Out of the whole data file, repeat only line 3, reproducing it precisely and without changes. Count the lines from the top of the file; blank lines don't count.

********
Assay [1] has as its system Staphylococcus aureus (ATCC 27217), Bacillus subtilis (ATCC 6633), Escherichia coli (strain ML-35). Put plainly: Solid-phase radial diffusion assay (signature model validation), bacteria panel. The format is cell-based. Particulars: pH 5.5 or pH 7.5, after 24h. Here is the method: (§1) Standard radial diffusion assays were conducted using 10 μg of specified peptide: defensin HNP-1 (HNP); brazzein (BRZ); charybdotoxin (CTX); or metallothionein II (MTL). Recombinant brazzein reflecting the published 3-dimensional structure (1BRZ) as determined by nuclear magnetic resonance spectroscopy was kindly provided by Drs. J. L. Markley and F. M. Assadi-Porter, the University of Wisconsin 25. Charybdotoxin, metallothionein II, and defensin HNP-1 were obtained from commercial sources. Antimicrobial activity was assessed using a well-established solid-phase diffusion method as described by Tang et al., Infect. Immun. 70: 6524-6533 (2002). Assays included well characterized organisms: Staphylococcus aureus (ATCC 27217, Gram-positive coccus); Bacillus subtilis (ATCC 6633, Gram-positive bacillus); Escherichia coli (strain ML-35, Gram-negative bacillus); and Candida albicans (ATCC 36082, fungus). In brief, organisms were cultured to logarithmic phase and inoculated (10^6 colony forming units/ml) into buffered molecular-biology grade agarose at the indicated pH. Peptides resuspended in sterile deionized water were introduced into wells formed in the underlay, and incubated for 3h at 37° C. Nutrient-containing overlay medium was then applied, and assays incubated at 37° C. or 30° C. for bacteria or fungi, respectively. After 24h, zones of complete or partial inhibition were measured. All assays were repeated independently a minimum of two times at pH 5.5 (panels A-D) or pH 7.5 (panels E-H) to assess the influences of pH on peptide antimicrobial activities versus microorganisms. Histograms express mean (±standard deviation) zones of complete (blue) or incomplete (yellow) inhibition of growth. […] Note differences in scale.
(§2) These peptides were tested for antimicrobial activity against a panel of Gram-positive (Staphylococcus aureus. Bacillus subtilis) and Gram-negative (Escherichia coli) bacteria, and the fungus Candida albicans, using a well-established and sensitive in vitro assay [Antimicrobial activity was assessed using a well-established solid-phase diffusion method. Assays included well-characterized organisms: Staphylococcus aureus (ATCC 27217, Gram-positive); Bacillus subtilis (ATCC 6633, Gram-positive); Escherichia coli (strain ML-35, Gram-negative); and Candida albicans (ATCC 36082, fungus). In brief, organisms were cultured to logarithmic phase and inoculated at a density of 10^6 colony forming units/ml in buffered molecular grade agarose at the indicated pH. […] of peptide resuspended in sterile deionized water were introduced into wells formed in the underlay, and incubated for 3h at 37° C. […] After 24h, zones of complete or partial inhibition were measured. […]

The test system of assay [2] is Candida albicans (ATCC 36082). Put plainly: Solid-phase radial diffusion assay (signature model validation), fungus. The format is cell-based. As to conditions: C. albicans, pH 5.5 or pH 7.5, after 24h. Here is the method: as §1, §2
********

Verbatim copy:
The test system of assay [2] is Candida albicans (ATCC 36082). Put plainly: Solid-phase radial diffusion assay (signature model validation), fungus. The format is cell-based. As to conditions: C. albicans, pH 5.5 or pH 7.5, after 24h. Here is the method: as §1, §2